It’s a dramatic claim: braces are bad for your teeth. So bad, in fact, that they can lead to the destruction of your gums and the loss of teeth. The article is long, too, with many sources, which makes it seem convincing.
There’s just one problem: there’s nothing in the article or its sources that actually supports the claim that braces will lead to tooth loss.
What the Article Claims
The article makes several claims about the impact of braces on your teeth and gums. In its most dramatic form, it claims that braces will make your gums “disintegrate”–that’s the word the author uses.
In less dramatic fashion, the article talks about 40 to 90 year old people who may experience the “long-term ramifications of orthodontic treatment.” The author herself talks about her gum graft procedure, which she ostensibly blames on orthodontic treatment.
The author also claims that metal in braces can lead to gum recession.
Ostensibly, the author provides sources for all these claims, but it isn’t as clear as they would have you believe.
Dishonest Use of Sources
One of the biggest problems in the article is the dishonest use of sources. By this we mean that they cite many sources that don’t actually say what they claim. For example, when saying that braces make your gums “disintegrate,” the author links to the study “Are the Effects of Fixed Orthodontic Treatment on Gingival Health Similar in Adolescents and Young Adults?” But this study doesn’t say anything about gums disintegrating. Instead, the conclusion is that adults can experience more gum inflammation and gum recession after orthodontic treatment than teens. But how common is this recession? Before treatment, adults had visible gum recession on 2.3% of teeth, and after treatment, about 5.4% of their teeth were affected. Receding gums on 5% of teeth is hardly gum “disintegration”!
Another dishonest use of sources is when she claims that 400,000 people a year develop gum recession and gum disease from braces each year, and cites a source. This source gives no evidence to make that claim. Based on the increase in gum recession cited in the article, we’d expect at most around 70,000 people would develop gum recession each year as a result of braces treatment (4 million people treated with braces each year, recession increased from 0.86% to 2.59% of people). And it’s unclear how many more would develop [link id=’50198′ text=’gum disease’], but since gum disease affects at least half of all American adults, we expect that this consequence is not necessarily significant.
Another problem with the article underlies the claims that metal in braces leads to gum recession. This is another example of dishonest use of sources, linked with poor logic.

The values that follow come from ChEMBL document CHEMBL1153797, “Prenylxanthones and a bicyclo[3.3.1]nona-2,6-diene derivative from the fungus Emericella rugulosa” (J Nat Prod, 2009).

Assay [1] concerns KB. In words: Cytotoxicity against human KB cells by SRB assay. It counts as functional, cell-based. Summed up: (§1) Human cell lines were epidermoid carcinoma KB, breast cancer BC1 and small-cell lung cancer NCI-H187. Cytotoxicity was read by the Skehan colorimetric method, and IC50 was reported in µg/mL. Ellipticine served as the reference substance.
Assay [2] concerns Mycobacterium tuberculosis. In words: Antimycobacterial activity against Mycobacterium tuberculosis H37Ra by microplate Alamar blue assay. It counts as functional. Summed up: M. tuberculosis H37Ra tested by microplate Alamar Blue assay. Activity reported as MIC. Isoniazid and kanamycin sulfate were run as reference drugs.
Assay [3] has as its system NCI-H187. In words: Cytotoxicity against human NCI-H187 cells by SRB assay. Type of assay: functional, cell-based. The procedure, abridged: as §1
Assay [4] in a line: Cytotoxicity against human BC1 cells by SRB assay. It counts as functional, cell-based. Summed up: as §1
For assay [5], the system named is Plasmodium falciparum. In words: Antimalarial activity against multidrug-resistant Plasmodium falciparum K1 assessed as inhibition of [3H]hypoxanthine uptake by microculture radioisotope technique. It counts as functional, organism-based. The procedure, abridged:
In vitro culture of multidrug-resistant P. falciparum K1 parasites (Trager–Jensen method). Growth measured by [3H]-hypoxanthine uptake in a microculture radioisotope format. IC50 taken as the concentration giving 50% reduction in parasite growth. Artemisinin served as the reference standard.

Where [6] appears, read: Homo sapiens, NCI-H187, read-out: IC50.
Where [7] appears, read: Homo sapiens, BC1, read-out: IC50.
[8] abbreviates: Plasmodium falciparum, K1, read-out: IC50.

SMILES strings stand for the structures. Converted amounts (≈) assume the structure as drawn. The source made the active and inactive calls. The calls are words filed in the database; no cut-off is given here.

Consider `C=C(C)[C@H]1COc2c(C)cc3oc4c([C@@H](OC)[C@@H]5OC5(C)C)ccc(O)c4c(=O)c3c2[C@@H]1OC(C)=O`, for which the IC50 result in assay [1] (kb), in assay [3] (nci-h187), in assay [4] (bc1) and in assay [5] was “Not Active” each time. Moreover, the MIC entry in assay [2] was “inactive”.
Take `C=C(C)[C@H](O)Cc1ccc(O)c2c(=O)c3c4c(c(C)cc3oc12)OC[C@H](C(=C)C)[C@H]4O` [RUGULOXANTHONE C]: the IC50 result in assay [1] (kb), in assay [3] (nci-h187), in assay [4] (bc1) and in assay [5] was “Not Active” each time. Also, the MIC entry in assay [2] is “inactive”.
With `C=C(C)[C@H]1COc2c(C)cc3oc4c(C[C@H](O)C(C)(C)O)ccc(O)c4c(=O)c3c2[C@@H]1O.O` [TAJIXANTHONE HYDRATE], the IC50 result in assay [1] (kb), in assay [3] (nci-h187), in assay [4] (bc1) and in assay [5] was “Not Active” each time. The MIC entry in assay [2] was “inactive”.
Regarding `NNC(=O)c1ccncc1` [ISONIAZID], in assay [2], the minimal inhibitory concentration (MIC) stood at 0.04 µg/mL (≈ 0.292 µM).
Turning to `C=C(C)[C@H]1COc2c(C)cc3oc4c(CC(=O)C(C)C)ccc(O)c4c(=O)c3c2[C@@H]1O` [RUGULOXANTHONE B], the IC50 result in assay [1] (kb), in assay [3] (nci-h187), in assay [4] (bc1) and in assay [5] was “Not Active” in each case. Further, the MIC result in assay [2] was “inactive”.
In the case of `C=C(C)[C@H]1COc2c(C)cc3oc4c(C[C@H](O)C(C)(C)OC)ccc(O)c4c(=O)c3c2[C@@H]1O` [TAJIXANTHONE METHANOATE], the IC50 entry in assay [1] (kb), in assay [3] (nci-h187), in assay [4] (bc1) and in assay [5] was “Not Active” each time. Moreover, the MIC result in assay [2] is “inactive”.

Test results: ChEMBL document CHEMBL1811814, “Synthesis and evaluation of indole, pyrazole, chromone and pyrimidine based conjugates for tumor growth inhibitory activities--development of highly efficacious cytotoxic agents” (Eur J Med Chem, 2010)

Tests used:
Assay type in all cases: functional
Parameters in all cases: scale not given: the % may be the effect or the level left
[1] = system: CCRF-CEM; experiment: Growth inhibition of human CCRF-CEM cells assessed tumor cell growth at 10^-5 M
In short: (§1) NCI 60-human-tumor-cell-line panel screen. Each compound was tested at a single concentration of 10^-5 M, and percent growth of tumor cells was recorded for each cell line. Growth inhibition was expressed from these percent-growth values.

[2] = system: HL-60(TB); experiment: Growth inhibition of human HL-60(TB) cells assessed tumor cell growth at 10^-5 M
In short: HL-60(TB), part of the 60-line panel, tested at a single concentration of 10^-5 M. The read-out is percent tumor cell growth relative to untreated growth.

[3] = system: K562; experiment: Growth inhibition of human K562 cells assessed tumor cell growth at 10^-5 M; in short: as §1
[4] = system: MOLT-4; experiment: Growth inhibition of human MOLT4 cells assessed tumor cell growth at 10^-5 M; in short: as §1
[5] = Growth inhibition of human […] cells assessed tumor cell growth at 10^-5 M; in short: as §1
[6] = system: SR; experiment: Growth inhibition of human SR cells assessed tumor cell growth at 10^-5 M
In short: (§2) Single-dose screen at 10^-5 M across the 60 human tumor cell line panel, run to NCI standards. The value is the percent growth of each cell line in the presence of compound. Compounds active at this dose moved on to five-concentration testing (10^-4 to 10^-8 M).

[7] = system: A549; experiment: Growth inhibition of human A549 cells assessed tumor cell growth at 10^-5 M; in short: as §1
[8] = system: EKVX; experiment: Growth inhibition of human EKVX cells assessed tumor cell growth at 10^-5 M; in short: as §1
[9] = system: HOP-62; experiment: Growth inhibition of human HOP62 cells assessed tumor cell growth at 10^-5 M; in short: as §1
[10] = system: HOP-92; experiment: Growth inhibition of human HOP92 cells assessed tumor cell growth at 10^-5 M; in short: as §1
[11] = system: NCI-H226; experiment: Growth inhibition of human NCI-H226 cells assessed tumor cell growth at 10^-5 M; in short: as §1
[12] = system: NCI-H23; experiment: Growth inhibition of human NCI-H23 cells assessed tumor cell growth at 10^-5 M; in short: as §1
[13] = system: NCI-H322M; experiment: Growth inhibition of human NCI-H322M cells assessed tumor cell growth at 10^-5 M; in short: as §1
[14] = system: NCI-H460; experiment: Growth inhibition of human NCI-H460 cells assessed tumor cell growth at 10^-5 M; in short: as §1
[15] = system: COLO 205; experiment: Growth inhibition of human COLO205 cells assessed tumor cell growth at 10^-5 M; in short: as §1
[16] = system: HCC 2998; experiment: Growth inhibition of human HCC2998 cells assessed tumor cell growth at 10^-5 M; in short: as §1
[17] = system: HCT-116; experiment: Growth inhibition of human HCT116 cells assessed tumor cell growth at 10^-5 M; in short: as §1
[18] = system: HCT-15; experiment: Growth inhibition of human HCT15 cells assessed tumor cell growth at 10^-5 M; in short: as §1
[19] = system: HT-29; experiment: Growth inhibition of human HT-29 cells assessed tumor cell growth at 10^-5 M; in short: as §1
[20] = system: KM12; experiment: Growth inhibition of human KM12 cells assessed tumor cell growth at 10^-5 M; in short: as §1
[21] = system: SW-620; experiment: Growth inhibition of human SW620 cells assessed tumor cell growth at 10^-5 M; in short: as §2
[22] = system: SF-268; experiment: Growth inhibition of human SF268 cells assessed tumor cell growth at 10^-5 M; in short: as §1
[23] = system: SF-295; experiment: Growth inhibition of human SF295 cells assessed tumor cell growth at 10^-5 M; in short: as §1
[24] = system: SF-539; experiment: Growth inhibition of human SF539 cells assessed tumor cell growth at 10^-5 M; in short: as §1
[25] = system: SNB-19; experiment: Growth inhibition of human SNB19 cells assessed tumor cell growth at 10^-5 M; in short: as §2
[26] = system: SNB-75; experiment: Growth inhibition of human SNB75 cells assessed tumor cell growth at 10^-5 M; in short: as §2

The author cites an article showing that [link id=’50162′ text=’Invisalign’ esc_html=’false’] clear aligners don’t cause as much gum disease as metal braces. But the article itself doesn’t talk about metal. It talks about oral hygiene. Because Invisalign is removable, it lets you brush and floss normally, unlike fixed braces that can interfere with oral hygiene.
To bolster her metal claims, the author then points to gum recession related to lip piercings. But what she doesn’t point out is that lip piercings can physically irritate your gums–it’s not just the presence of metal that is a factor here.
Braces Require Care
The truth is that braces can increase your risk for gum disease and gum recession. But these are primarily related to the challenges of cleaning your teeth with braces on. If it were tooth movement itself that was the problem, we would see similar effects for both Invisalign and metal braces.
Here are some tips for minimizing the impact of braces on the health of your gums so you can enjoy a beautiful smile for life.
- Opt for removable appliances when possible
- Take care to clean teeth properly during treatment
- Minimize your time in treatment
- Care for teeth properly after you have braces off
Removable appliances make oral hygiene easier, so they’re preferred in most cases. This includes the use of [link id=’50213′ text=’functional orthodontics’ esc_html=’false’] to reshape the jaw.
While you’re being treated, closely follow your dentists and/or orthodontist’s instructions for cleaning your teeth.
Gum disease develops over time. So the less time you’re in braces, the less effect you’re likely to experience from gum disease. That’s why accelerated orthodontics like Six Month Smiles are good. And even Invisalign has cut most of its treatment times in half, making it a better option than ever.
It’s also important to remember to take care of your teeth after you get finished with orthodontic treatment. Proper oral hygiene is the most important thing you can do for your teeth.
If you are looking for a [link id=’50086′ text=’dentist’ esc_html=’false’] in Harriman that can get your teeth straightened while maintaining their health, please call [lct_tel_link phone=”(845) 783-6466″] today for an appointment at Harriman Family Dental, serving Orange County, NY.